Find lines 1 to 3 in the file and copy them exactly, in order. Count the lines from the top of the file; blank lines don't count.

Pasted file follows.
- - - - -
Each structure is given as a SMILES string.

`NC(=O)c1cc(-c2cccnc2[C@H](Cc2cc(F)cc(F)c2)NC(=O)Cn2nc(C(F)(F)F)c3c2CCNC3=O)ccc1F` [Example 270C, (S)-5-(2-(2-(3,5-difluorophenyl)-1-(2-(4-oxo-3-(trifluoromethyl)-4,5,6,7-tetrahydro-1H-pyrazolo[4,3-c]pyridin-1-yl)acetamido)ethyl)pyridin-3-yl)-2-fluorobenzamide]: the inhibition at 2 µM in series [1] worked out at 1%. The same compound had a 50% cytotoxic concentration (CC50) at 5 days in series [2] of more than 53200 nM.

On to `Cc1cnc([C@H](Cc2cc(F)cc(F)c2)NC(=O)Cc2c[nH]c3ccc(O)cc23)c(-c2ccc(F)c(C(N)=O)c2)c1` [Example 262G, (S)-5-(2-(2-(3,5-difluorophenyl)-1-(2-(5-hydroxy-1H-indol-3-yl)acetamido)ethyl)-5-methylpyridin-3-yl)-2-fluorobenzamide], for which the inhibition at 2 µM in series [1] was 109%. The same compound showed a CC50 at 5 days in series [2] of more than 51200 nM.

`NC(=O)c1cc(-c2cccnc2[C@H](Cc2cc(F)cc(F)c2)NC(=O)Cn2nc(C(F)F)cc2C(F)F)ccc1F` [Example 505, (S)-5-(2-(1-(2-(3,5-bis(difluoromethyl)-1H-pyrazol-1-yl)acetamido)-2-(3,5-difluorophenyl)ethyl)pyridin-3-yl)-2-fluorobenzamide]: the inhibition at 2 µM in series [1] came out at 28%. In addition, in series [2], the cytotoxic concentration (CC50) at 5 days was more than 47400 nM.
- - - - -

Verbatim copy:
Each structure is given as a SMILES string.

`NC(=O)c1cc(-c2cccnc2[C@H](Cc2cc(F)cc(F)c2)NC(=O)Cn2nc(C(F)(F)F)c3c2CCNC3=O)ccc1F` [Example 270C, (S)-5-(2-(2-(3,5-difluorophenyl)-1-(2-(4-oxo-3-(trifluoromethyl)-4,5,6,7-tetrahydro-1H-pyrazolo[4,3-c]pyridin-1-yl)acetamido)ethyl)pyridin-3-yl)-2-fluorobenzamide]: the inhibition at 2 µM in series [1] worked out at 1%. The same compound had a 50% cytotoxic concentration (CC50) at 5 days in series [2] of more than 53200 nM.

On to `Cc1cnc([C@H](Cc2cc(F)cc(F)c2)NC(=O)Cc2c[nH]c3ccc(O)cc23)c(-c2ccc(F)c(C(N)=O)c2)c1` [Example 262G, (S)-5-(2-(2-(3,5-difluorophenyl)-1-(2-(5-hydroxy-1H-indol-3-yl)acetamido)ethyl)-5-methylpyridin-3-yl)-2-fluorobenzamide], for which the inhibition at 2 µM in series [1] was 109%. The same compound showed a CC50 at 5 days in series [2] of more than 51200 nM.